Homeless figures hit new record with more than 4,000 children in emergency accommodation

Latest figures show more than 13,500 people in emergency beds in November

In October, there were 3,991 dependent children recorded in emergency accommodation. Photograph: Alan Betson

The number of homeless children has surpassed 4,000 for the first time, as representatives said the growing crisis is causing “preventable trauma” and will have a lifelong impact on these young people.

On Friday, the Department of Housing published statistics for November which showed the number of homeless people reached a new record high.

There were 9,409 adults and 4,105 children accessing emergency accommodation on the week of November 20th to 26th.

The number of homeless children is 17 per cent higher than it was during the same month in 2022. In October, there were 3,991 dependent children recorded in emergency accommodation.


A total of 65 per cent of adults in homelessness were single adults, with 4,989 (53 per cent) of those aged 25 to 44. There were 2,000 families accessing emergency accommodation, of which 57 per cent were single parent families.

Tanya Ward, chief executive of the Children’s Rights Alliance, said even one experience of being homeless has “an extremely destabilising effect on a child, often for the rest of their lives”.

“One of the things they suffer from are emotional issues. They are more likely to not be as emotionally resilient and if they don’t get the right psychological supports, they can go on to develop a more serious mental health condition,” she said.

“For small children what you find is they often miss developmental milestones. They might not be crawling or doing or playing with toys in the same way as other children.” She added that younger children are often kept out of creche so parents can keep bringing older children to school.

Barnardos children’s charity said it is “deeply concerned” the number of homeless children has increased again.

“Today’s figures show that more than 100 additional children entered emergency accommodation in November, and more than 600 over the past year. That’s 600 more children often forced to move away from their homes, communities, friends, family and schools,” it added.

There was also an increase in the number of people sleeping rough in the capital in November. The total number of unique individuals engaged with outreach teams in one week was 118, which represents an increase of 27 persons (30 per cent) on the same period last year.

Wayne Stanley, executive director of the Simon Communities of Ireland, said each person in homelessness is “experiencing a preventable trauma”.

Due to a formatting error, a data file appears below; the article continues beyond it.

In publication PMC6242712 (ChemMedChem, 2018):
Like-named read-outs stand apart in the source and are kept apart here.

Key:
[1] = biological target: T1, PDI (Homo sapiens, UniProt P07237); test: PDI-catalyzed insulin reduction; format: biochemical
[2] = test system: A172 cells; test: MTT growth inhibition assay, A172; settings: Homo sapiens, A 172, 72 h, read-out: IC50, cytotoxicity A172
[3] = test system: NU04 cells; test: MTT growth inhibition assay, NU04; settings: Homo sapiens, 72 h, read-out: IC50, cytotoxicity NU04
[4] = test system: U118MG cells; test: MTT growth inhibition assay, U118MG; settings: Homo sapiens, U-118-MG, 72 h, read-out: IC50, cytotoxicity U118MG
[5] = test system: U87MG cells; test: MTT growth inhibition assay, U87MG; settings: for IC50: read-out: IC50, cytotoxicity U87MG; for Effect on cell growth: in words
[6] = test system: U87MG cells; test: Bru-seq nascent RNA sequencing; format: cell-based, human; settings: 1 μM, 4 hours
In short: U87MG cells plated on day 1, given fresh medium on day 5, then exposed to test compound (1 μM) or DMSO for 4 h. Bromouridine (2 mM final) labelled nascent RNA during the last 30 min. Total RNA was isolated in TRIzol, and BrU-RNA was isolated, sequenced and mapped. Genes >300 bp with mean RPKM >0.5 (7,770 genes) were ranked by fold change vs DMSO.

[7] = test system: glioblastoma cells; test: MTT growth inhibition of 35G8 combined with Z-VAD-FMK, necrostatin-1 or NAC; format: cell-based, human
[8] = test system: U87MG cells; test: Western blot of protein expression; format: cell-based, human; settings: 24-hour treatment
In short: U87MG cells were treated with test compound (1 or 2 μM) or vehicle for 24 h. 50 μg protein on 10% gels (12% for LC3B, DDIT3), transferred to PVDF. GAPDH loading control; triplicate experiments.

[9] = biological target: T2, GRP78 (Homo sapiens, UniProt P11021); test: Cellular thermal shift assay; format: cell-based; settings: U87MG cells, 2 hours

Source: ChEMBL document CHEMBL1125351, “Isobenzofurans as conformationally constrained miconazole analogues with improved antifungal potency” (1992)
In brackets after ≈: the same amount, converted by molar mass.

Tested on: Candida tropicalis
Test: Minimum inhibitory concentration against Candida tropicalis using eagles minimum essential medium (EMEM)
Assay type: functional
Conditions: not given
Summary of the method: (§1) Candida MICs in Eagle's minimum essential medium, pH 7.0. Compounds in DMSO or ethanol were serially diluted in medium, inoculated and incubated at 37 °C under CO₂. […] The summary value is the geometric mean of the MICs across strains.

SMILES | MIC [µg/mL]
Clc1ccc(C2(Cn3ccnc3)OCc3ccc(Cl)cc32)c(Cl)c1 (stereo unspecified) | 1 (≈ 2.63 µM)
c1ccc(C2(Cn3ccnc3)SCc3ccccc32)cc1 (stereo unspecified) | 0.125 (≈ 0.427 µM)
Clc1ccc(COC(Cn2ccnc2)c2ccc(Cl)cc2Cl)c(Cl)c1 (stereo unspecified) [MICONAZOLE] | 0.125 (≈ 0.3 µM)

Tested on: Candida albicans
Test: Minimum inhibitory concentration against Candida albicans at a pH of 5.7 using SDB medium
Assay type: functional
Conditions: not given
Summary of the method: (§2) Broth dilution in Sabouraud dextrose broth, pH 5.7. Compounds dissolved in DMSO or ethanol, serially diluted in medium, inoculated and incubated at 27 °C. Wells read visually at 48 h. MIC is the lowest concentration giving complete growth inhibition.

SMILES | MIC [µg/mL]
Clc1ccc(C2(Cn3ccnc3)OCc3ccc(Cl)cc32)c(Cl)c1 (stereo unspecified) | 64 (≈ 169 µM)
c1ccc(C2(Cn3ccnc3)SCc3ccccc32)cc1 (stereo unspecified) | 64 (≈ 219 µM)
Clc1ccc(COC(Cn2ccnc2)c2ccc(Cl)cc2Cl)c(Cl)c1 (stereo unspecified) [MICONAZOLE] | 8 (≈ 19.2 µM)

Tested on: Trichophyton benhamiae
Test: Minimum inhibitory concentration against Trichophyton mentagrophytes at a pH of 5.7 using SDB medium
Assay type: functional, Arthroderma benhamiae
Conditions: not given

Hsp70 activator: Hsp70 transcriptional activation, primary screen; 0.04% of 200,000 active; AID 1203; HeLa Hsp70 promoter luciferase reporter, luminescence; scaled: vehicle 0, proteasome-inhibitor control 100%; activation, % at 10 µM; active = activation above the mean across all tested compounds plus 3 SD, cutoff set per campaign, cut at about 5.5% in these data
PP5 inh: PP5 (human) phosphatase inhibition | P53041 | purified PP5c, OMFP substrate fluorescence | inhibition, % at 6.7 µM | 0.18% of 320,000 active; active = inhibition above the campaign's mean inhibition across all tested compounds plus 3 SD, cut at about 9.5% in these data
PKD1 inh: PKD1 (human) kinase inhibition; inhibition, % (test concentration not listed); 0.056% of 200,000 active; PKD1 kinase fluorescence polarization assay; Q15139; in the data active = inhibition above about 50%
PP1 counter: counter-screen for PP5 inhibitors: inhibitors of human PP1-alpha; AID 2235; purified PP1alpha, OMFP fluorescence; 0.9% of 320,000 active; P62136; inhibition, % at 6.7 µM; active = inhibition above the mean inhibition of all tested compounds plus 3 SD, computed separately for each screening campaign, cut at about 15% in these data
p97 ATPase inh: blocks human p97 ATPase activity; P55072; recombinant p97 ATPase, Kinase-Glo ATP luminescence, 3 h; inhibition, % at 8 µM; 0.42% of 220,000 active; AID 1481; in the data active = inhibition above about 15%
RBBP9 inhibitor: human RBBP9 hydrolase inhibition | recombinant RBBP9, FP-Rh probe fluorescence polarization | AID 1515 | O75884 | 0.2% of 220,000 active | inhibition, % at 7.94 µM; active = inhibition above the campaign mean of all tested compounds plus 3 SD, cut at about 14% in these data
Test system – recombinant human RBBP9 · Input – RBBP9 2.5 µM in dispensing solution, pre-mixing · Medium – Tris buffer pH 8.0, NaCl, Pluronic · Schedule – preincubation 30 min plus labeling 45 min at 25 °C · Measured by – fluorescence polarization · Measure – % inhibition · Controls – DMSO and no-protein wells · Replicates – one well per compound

Pat Dennigan, chief executive of Focus Ireland, said “not only were there more children homeless than ever before, but more of them were also homeless for longer, increasing the harm that homelessness can cause”.

Sinn Féin’s housing spokesman Eóin Ó Broin said the Government “has broken all records for officially recognised homelessness”, while Labour’s Ivana Bacik called for the government to “turn the tide on this national scandal”.

Social Democrats housing spokesperson Cian O’Callaghan called for “a permanent ban on no-fault evictions. This would significantly reduce the number of children growing up without a home”.

Minister for Housing Darragh O’Brien said supporting households experiencing homelessness is a “top priority for me and for this Government but it is clear the situation is challenging and complex”.

“My Department is working flat out to meet this challenge and liaising closely with the local authorities and the homelessness NGOs to support households to exit homelessness to a tenancy,” he said.

“This work is having an impact and we are seeing significant numbers of households being prevented from entering emergency accommodation in the first instance.”

Separately, 457 international protection applicants are still awaiting an offer of accommodation from the State, according to the latest figures released by the Department of Integration on Friday.

In recent months, the International Protection Accommodation Service (IPAS), has struggled to provide beds for asylum seekers arriving in the country due to a “severe shortage” in accommodation.

Since December 4th, 593 male applicants have arrived into the country. Of those, 523 were not initially offered accommodation. A total of 66 were then provided with accommodation, leaving 457 people experiencing homelessness.

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Shauna Bowers

Shauna Bowers

Shauna Bowers is Health Correspondent of The Irish Times

Jack Horgan-Jones

Jack Horgan-Jones

Jack Horgan-Jones is a Political Correspondent with The Irish Times